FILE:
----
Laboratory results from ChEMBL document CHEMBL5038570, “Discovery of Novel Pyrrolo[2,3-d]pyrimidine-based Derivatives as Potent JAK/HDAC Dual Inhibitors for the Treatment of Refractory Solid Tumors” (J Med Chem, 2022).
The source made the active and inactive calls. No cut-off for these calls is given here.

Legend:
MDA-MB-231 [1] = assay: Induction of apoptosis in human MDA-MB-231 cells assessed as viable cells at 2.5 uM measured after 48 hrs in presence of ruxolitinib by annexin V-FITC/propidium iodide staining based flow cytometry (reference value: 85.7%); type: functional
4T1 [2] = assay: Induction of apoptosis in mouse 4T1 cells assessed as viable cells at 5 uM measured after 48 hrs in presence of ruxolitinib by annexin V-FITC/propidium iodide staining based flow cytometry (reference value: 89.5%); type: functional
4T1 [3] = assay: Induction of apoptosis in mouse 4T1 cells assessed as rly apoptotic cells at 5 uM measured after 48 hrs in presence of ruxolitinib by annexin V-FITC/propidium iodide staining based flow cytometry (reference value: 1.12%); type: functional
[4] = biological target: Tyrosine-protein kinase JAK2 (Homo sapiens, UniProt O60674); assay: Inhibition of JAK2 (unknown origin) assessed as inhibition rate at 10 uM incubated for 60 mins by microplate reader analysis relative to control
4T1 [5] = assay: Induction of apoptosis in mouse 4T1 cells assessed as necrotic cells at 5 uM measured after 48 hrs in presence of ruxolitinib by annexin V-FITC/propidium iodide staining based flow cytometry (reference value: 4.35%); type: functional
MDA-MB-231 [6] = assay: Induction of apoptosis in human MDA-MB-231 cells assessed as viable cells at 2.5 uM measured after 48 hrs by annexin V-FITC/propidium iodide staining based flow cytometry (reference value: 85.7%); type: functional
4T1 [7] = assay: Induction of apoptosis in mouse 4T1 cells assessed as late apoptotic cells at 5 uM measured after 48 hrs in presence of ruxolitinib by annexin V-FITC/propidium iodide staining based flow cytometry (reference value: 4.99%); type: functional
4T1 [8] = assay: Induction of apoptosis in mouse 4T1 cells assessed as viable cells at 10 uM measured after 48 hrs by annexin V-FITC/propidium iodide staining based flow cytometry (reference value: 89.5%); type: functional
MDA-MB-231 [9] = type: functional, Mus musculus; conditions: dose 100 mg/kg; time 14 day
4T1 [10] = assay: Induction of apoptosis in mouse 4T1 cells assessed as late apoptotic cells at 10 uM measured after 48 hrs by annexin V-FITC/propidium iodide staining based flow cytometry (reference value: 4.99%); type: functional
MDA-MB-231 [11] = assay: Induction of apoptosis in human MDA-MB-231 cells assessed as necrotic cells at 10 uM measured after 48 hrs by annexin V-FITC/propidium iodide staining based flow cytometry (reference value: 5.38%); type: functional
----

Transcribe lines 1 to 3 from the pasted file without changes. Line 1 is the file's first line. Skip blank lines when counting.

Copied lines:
Laboratory results from ChEMBL document CHEMBL5038570, “Discovery of Novel Pyrrolo[2,3-d]pyrimidine-based Derivatives as Potent JAK/HDAC Dual Inhibitors for the Treatment of Refractory Solid Tumors” (J Med Chem, 2022).
The source made the active and inactive calls. No cut-off for these calls is given here.

Legend: